Q2 2015 – Commentary

Q2 2015 – Commentary

2Q 2015 Commentary

by Richard Siegel, CFP®

Over the past few months the top financial news has been focused around the timing of Janet Yellen and the Federal Reserve raising interest rates and Greece’s continued fiscal struggles. The likelihood of an interest rate increase is getting more realistic based on economic data, led by improving employment metrics. A Greek debt default and exit from the European Union has been an issue for several years and has reared its head once more as Greece has delayed a debt repayment of their bailout program. Although these issues are getting a tremendous amount of attention and seem to be coming to a head, the stock market has reacted rather benignly. The bond market on the other hand has been under significant price pressure as rates across the globe have been rising under the backdrop of improving economic data and the imminent shift in U.S. monetary policy.

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Aside from Greece and interest rates, we are watching U.S. GDP for Q2 and corporate earnings very closely. These two data points are of tremendous significance at this point in time. Most analysts and interim economic indicators are pointing to a recovery in GDP for Q2, but if this is not the case, the U.S. may experience a very shallow recession for the first time since 2009. Corporate earnings saw a contraction last quarter based primarily on a rapidly rising U.S. dollar and falling oil prices. Over the past few months, the price of the dollar has moderated and oil prices have grinded higher making it easier for energy companies to regain their profitability. Without earnings growth, it is hard to justify stock prices at these levels.

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 Source: Bloomberg. Data as 6/24/2015. *Represents consensus estimates.

Equity Overview:

Broadly speaking, stock prices delivered a small decline during the second quarter as measured by the S&P 500 Index. However, a closer look into various sectors and regions of the globe illustrate why broad diversification in equities is so important.

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As interest rates spiked over the past few months, rate sensitive sectors like utilities were significantly impacted. The energy sector has continued its slide, albeit at a tamer pace than earlier in the year when oil prices plummeted. Health Care has been one of the bright spots, as these companies are trading at reasonable valuations and are relatively sheltered from rising rates.

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Foreign equities have continued their outperformance versus U.S. stocks during Q2. We continue to stress the importance of holding at least 20-25% of our clients’ stock allocation overseas. Although these markets carry slightly higher risk and volatility, lower valuations and the tailwind of quantitative easing make these markets attractive and hard to pass up.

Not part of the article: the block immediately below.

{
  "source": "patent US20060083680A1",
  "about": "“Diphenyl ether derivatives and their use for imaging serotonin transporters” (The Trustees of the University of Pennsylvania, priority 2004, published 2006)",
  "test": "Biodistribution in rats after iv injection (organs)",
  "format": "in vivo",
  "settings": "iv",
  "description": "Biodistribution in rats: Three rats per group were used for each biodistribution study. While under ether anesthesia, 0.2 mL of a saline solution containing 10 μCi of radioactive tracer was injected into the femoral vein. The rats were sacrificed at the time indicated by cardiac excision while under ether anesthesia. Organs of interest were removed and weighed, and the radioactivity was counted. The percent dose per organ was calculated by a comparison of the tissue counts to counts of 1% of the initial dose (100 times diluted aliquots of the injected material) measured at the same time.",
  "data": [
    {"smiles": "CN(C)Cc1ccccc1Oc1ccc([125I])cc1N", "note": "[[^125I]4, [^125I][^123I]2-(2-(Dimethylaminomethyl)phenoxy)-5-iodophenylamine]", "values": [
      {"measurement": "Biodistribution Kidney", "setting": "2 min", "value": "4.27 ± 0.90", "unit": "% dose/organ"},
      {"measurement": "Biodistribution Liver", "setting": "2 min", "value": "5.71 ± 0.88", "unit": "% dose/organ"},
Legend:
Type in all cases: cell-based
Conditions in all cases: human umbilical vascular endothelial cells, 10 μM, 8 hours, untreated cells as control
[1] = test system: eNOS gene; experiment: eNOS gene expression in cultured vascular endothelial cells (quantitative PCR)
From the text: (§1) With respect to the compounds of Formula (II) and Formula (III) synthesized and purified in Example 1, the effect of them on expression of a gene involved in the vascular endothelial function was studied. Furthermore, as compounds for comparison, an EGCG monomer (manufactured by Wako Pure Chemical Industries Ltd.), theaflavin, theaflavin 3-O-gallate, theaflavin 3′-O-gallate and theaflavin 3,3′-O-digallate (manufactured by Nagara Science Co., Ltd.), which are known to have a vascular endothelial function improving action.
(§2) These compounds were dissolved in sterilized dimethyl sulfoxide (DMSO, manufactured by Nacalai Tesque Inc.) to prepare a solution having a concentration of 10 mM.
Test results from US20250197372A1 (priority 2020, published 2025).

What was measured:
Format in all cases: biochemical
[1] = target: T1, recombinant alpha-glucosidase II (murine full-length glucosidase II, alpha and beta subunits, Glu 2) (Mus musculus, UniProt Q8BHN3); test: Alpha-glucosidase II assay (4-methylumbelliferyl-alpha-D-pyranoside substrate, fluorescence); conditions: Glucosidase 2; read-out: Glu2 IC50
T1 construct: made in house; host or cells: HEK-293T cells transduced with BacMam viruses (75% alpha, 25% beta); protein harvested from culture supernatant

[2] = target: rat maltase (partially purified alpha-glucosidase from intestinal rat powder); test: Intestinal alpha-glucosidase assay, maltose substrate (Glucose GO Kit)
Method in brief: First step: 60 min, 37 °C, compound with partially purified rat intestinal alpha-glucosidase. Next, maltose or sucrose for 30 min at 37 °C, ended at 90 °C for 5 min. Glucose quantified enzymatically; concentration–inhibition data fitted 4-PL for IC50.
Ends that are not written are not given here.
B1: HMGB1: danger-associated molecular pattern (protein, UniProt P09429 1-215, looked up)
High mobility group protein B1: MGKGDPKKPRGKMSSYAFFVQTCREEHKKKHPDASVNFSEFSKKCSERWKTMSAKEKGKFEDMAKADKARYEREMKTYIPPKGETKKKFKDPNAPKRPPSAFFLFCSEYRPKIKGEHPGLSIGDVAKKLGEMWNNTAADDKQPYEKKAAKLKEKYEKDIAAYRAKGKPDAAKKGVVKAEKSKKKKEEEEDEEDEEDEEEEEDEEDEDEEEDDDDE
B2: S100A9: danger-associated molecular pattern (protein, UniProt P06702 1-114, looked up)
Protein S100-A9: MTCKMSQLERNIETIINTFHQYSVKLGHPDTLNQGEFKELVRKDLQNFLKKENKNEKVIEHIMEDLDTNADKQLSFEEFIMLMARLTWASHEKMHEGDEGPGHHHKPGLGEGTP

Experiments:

Looking out longer term, the case for stocks in general is firmly grounded on the ability for the economy to deliver positive growth and corporate earnings to recapture their upward trend. We feel this is the base case scenario, but with stocks at all-time highs and valuations in the fairly valued range, returns will become more difficult to come by than the last few years.

Fixed Income Overview:

Easy come, easy go. Just as bonds were a positive contributor to our strategies during Q1, they were a detractor from returns during Q2 as interest rates spiked globally*. Half way through 2015, the U.S. bond market has delivered slightly negative returns. The good news is that higher rates equal higher bond dividends and a better hedge against equity risks.

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 *The 10 year Treasury yield rose during the quarter from 1.89% to 2.36% (a 25% increase) while the U.S. Aggregate Bond Index fell by 2.0% during the period.

Currently, the yield curve is very steep in the U.S., which bodes well for the economy. A positive sloping curve typically is indicative of a healthy economy and a tailwind for stock prices. A flat or negative sloped yield curve (short term rates are higher or equal to long term rates) is indicative of a recession.

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The chart above exemplifies the flat/inverted yield curve just before the tech bubble burst in 2000. From March of 2000 for the next couple of years the equity market dropped significantly, the economy contracted, and bond prices spiked while rates were lowered by the Fed to stimulate the economy. Today’s environment is quite different. Money is still incredibly cheap with historically low yields, and you can see in the above illustration that long-term rates are a full 3% higher than short-term rates. Over the past 50 years, there have been seven recessions. In every instance, the yield curve has inverted, a very powerful indicator. According to Jeffrey Kleintop of LPL financial, “The yield curve inversion usually takes place about 12 months before the start of the recession, but the lead time ranges from about 5 to 16 months. The peak in the stock market comes around the time of the yield curve inversion, ahead of the recession and accompanying downturn in corporate profits.”

“The four most dangerous words in investing are: ‘this time it’s different.’” – John Templeton